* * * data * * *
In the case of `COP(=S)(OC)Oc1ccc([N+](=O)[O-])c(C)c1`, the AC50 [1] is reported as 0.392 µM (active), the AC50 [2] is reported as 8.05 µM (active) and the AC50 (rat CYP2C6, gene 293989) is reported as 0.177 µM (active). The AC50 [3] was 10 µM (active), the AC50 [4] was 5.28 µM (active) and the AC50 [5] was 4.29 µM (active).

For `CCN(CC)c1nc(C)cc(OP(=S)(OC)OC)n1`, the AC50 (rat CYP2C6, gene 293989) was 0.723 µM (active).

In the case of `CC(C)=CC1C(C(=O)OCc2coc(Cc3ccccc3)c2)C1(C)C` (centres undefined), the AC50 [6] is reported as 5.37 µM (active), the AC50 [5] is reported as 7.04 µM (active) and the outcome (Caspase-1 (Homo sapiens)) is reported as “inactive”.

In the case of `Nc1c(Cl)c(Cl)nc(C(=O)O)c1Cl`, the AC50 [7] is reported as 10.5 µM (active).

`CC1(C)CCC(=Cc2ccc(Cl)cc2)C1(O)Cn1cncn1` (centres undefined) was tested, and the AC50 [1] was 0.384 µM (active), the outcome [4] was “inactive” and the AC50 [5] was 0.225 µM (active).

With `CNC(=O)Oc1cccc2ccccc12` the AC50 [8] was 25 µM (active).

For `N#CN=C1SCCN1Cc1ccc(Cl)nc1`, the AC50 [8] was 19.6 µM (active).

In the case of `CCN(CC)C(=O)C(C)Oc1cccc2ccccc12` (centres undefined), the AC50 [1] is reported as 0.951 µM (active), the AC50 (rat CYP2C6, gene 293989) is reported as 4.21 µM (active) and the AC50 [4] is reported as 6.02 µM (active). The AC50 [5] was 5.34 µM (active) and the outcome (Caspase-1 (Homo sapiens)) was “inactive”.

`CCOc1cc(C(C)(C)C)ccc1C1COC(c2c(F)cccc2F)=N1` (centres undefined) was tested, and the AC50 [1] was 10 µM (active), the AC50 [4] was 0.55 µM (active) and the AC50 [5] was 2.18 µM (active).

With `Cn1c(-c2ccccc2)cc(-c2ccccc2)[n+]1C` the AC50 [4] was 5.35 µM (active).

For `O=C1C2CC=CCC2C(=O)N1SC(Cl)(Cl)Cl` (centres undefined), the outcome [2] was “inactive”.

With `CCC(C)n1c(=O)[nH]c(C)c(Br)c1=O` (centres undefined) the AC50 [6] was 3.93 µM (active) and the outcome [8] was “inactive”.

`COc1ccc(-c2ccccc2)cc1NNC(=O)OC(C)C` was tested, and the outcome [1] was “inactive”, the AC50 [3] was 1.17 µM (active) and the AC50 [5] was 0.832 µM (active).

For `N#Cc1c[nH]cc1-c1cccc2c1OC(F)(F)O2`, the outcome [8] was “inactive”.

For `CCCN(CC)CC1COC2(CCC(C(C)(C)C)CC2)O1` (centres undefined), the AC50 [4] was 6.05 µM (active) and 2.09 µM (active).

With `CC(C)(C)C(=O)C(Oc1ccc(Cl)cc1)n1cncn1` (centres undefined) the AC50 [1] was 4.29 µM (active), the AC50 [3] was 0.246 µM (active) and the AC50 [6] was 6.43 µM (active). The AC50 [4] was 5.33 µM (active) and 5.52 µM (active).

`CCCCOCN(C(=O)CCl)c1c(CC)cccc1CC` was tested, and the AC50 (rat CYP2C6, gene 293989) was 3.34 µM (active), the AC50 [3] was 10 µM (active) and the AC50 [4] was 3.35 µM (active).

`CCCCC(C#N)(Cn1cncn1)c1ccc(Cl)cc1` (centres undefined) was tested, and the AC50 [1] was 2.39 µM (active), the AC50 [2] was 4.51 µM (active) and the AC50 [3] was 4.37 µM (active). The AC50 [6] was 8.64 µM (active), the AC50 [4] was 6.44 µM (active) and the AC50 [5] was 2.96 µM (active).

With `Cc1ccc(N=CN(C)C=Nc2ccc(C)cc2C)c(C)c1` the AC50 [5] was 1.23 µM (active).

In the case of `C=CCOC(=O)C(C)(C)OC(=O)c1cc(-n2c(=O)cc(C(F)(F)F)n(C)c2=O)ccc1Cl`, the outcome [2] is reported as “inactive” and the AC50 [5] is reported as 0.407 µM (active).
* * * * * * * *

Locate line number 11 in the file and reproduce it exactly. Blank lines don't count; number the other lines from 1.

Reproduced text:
For `O=C1C2CC=CCC2C(=O)N1SC(Cl)(Cl)Cl` (centres undefined), the outcome [2] was “inactive”.